Awaken: It comes back to just being content with whatever comes our way, doesn’t it? And staying balanced, or to go back to that word, “equanimous” in the face of whatever comes?
Swami: A Yogi is like a surfer, who knows how to balance on his or her surfboard. The surfer welcomes even a big, rolling wave, because he or she knows how to enjoy it without getting caught in it. You will enjoy the world when you know how to handle it well, when you become master of it.
Awaken: Just to push into this a little bit more… It seems like deep inside of us there’s always this unverbalized hope that one mythical day, we will have surmounted all of our problems and challenges and life will just be dandy. But it’s not like that, is it?
Swami: Life must be a challenge. Only then, is it exciting. In an obstacle race, you are forced to surmount all the obstacles: to jump over the hurdles, go through barrels, crawl under rugs, climb over walls.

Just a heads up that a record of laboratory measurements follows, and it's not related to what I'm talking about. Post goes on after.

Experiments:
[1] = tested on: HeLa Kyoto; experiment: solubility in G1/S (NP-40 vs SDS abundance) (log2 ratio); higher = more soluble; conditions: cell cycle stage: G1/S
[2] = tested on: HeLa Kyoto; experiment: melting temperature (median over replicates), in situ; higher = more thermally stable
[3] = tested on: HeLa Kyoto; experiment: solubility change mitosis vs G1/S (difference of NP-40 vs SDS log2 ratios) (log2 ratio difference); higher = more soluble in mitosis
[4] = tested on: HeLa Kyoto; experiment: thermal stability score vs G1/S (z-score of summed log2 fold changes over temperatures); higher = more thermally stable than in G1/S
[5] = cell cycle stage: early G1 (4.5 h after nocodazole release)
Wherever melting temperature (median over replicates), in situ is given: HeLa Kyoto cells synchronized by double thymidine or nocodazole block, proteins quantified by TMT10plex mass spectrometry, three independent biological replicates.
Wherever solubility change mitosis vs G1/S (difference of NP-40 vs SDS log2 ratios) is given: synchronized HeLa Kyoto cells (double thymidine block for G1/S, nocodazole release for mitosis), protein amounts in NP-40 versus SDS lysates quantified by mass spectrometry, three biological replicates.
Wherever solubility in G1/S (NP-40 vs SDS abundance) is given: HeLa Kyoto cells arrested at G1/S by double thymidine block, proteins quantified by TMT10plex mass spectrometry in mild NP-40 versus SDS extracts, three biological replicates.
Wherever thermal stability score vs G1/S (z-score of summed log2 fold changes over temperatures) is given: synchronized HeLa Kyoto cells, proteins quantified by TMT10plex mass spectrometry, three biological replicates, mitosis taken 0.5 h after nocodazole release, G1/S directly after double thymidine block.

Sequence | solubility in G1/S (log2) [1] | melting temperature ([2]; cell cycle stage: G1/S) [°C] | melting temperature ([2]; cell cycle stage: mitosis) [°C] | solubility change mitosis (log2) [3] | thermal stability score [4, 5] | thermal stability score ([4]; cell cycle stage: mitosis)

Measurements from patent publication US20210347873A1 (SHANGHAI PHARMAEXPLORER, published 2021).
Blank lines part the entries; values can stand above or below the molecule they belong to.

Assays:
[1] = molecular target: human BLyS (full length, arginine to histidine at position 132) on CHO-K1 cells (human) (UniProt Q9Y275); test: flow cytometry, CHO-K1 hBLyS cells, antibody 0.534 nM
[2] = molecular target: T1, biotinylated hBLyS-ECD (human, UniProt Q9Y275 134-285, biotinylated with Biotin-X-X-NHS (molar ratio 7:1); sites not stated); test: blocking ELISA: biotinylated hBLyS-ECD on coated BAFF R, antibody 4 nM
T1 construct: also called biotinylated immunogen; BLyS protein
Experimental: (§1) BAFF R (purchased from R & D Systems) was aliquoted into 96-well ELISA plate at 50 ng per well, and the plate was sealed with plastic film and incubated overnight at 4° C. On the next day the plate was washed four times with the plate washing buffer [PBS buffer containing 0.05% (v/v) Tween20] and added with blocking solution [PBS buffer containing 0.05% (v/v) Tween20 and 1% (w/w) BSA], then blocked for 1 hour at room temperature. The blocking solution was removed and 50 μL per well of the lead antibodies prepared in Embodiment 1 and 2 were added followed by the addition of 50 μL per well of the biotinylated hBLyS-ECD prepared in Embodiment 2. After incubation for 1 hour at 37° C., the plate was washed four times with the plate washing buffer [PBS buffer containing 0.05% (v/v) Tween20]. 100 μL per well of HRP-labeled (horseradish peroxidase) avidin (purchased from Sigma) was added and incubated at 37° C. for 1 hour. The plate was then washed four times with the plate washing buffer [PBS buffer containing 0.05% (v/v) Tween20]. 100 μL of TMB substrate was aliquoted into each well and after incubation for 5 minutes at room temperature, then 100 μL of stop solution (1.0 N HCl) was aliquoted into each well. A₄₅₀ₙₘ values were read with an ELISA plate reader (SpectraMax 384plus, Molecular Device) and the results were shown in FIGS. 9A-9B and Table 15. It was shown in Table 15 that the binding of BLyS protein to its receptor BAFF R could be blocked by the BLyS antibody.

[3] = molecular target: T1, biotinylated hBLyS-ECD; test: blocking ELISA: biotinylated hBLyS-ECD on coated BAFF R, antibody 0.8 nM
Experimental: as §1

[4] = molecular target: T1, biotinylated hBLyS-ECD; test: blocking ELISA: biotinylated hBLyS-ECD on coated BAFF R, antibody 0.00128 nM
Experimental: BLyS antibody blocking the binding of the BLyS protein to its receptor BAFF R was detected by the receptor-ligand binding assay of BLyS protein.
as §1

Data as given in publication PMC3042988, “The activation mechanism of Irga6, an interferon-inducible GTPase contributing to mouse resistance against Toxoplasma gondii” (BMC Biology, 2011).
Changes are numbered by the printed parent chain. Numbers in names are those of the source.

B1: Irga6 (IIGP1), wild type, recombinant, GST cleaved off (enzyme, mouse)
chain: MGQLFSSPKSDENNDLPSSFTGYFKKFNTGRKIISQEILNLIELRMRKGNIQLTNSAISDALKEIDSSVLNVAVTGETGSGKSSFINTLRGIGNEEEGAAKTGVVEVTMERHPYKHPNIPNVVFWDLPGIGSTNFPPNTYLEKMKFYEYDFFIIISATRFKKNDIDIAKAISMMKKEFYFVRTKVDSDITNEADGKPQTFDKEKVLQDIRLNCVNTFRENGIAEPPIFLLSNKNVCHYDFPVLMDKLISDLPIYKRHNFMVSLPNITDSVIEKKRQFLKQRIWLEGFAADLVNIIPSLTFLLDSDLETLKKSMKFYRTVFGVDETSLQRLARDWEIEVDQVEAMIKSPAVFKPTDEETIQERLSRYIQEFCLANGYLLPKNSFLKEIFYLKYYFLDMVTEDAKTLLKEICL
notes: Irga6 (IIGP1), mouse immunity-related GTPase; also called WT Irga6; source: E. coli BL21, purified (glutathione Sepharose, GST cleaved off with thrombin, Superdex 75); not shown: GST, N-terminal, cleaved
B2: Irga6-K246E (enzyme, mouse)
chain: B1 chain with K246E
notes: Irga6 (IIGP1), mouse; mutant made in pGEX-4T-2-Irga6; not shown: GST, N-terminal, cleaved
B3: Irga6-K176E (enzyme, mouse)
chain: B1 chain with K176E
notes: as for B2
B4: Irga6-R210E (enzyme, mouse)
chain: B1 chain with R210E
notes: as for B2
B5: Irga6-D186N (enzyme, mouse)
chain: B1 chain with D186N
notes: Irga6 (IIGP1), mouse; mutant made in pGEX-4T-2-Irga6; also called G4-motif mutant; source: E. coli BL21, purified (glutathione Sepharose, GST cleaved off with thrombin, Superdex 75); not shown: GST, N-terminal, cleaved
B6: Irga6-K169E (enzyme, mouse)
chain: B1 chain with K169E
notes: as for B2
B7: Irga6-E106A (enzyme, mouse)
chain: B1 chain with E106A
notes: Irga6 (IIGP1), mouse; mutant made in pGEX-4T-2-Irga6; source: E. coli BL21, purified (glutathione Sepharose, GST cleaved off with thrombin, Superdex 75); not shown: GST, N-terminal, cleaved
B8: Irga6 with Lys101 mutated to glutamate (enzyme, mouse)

What would happen if, to avoid all that, you went around all the obstacles and asked for the winner’s cup? Would they give it to you? No. They would say, “you must go back and face all the obstacles.”
“Why?” you might ask. “If you are interested in giving me the cup, just give it.”
“Sorry. You have to prove that you deserve it, that you worked for it.”
Life is also a game, and we are proving ourselves. The challenge itself is joyous. If your life is always smooth, when you have great grandchildren, you won’t be able to sit back and tell them about all the adventures you had.
Imagine this conversation: